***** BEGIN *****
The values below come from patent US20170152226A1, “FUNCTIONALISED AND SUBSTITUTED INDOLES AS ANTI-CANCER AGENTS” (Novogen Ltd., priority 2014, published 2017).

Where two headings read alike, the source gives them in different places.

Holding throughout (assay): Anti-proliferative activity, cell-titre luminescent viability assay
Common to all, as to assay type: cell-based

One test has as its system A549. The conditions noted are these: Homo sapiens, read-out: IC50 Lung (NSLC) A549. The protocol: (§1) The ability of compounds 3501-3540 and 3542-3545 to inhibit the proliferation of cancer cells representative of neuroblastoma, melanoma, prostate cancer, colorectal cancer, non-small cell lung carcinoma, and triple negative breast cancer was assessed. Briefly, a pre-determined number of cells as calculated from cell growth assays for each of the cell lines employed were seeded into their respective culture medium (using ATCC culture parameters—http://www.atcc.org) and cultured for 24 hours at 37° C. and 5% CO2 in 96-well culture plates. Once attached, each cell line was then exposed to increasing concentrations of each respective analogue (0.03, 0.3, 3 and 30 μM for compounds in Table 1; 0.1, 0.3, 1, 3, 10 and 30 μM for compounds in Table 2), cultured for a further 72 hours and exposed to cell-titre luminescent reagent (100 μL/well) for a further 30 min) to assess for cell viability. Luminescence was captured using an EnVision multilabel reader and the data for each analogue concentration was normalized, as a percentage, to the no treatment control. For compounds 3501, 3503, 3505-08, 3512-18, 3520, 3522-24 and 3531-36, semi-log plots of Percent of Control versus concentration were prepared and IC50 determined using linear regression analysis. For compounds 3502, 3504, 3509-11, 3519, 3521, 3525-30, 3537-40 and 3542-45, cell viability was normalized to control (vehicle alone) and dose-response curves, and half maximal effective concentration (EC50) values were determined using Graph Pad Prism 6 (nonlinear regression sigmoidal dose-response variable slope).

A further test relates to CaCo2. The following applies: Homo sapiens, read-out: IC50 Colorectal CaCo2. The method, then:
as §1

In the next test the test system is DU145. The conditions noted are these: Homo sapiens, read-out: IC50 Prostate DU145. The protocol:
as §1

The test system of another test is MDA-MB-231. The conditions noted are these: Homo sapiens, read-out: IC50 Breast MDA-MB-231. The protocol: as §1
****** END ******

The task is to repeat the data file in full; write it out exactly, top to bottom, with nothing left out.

The values below come from patent US20170152226A1, “FUNCTIONALISED AND SUBSTITUTED INDOLES AS ANTI-CANCER AGENTS” (Novogen Ltd., priority 2014, published 2017).

Where two headings read alike, the source gives them in different places.

Holding throughout (assay): Anti-proliferative activity, cell-titre luminescent viability assay
Common to all, as to assay type: cell-based

One test has as its system A549. The conditions noted are these: Homo sapiens, read-out: IC50 Lung (NSLC) A549. The protocol: (§1) The ability of compounds 3501-3540 and 3542-3545 to inhibit the proliferation of cancer cells representative of neuroblastoma, melanoma, prostate cancer, colorectal cancer, non-small cell lung carcinoma, and triple negative breast cancer was assessed. Briefly, a pre-determined number of cells as calculated from cell growth assays for each of the cell lines employed were seeded into their respective culture medium (using ATCC culture parameters—http://www.atcc.org) and cultured for 24 hours at 37° C. and 5% CO2 in 96-well culture plates. Once attached, each cell line was then exposed to increasing concentrations of each respective analogue (0.03, 0.3, 3 and 30 μM for compounds in Table 1; 0.1, 0.3, 1, 3, 10 and 30 μM for compounds in Table 2), cultured for a further 72 hours and exposed to cell-titre luminescent reagent (100 μL/well) for a further 30 min) to assess for cell viability. Luminescence was captured using an EnVision multilabel reader and the data for each analogue concentration was normalized, as a percentage, to the no treatment control. For compounds 3501, 3503, 3505-08, 3512-18, 3520, 3522-24 and 3531-36, semi-log plots of Percent of Control versus concentration were prepared and IC50 determined using linear regression analysis. For compounds 3502, 3504, 3509-11, 3519, 3521, 3525-30, 3537-40 and 3542-45, cell viability was normalized to control (vehicle alone) and dose-response curves, and half maximal effective concentration (EC50) values were determined using Graph Pad Prism 6 (nonlinear regression sigmoidal dose-response variable slope).

A further test relates to CaCo2. The following applies: Homo sapiens, read-out: IC50 Colorectal CaCo2. The method, then:
as §1

In the next test the test system is DU145. The conditions noted are these: Homo sapiens, read-out: IC50 Prostate DU145. The protocol:
as §1

The test system of another test is MDA-MB-231. The conditions noted are these: Homo sapiens, read-out: IC50 Breast MDA-MB-231. The protocol: as §1